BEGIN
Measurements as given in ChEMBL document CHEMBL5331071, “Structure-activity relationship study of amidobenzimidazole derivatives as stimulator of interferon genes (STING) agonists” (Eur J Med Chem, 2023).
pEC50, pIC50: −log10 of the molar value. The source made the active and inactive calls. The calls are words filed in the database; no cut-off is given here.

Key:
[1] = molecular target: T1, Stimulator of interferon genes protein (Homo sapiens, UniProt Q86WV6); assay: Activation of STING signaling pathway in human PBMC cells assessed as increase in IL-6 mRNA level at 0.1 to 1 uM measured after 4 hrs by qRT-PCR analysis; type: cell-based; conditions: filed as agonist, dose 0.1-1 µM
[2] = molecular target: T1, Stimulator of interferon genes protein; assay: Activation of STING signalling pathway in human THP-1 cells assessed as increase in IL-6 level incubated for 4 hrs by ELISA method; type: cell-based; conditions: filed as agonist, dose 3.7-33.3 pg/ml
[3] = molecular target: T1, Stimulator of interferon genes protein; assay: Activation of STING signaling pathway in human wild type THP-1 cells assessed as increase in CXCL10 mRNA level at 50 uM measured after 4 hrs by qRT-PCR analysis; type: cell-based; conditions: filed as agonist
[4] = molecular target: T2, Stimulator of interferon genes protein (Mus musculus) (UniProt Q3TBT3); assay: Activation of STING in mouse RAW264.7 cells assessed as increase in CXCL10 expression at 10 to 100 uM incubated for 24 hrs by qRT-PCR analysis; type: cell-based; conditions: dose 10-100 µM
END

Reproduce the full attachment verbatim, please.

Measurements as given in ChEMBL document CHEMBL5331071, “Structure-activity relationship study of amidobenzimidazole derivatives as stimulator of interferon genes (STING) agonists” (Eur J Med Chem, 2023).
pEC50, pIC50: −log10 of the molar value. The source made the active and inactive calls. The calls are words filed in the database; no cut-off is given here.

Key:
[1] = molecular target: T1, Stimulator of interferon genes protein (Homo sapiens, UniProt Q86WV6); assay: Activation of STING signaling pathway in human PBMC cells assessed as increase in IL-6 mRNA level at 0.1 to 1 uM measured after 4 hrs by qRT-PCR analysis; type: cell-based; conditions: filed as agonist, dose 0.1-1 µM
[2] = molecular target: T1, Stimulator of interferon genes protein; assay: Activation of STING signalling pathway in human THP-1 cells assessed as increase in IL-6 level incubated for 4 hrs by ELISA method; type: cell-based; conditions: filed as agonist, dose 3.7-33.3 pg/ml
[3] = molecular target: T1, Stimulator of interferon genes protein; assay: Activation of STING signaling pathway in human wild type THP-1 cells assessed as increase in CXCL10 mRNA level at 50 uM measured after 4 hrs by qRT-PCR analysis; type: cell-based; conditions: filed as agonist
[4] = molecular target: T2, Stimulator of interferon genes protein (Mus musculus) (UniProt Q3TBT3); assay: Activation of STING in mouse RAW264.7 cells assessed as increase in CXCL10 expression at 10 to 100 uM incubated for 24 hrs by qRT-PCR analysis; type: cell-based; conditions: dose 10-100 µM